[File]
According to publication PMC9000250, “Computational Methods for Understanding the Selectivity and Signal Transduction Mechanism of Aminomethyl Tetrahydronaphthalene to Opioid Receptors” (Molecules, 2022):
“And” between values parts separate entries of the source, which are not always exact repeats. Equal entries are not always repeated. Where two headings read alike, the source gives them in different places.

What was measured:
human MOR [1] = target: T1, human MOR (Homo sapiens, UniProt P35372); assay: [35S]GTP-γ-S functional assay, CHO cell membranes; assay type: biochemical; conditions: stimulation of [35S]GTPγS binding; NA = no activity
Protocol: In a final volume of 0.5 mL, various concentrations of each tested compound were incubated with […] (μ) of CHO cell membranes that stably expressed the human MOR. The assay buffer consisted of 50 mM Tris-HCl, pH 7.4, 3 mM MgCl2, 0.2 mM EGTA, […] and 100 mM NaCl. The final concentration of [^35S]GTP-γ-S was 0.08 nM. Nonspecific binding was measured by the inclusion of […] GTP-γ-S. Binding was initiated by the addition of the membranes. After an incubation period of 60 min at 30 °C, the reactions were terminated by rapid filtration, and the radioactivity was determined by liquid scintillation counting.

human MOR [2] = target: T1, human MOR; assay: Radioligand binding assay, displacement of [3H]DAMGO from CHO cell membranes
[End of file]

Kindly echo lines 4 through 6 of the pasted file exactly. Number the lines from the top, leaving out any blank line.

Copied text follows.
human MOR [1] = target: T1, human MOR (Homo sapiens, UniProt P35372); assay: [35S]GTP-γ-S functional assay, CHO cell membranes; assay type: biochemical; conditions: stimulation of [35S]GTPγS binding; NA = no activity
Protocol: In a final volume of 0.5 mL, various concentrations of each tested compound were incubated with […] (μ) of CHO cell membranes that stably expressed the human MOR. The assay buffer consisted of 50 mM Tris-HCl, pH 7.4, 3 mM MgCl2, 0.2 mM EGTA, […] and 100 mM NaCl. The final concentration of [^35S]GTP-γ-S was 0.08 nM. Nonspecific binding was measured by the inclusion of […] GTP-γ-S. Binding was initiated by the addition of the membranes. After an incubation period of 60 min at 30 °C, the reactions were terminated by rapid filtration, and the radioactivity was determined by liquid scintillation counting.

human MOR [2] = target: T1, human MOR; assay: Radioligand binding assay, displacement of [3H]DAMGO from CHO cell membranes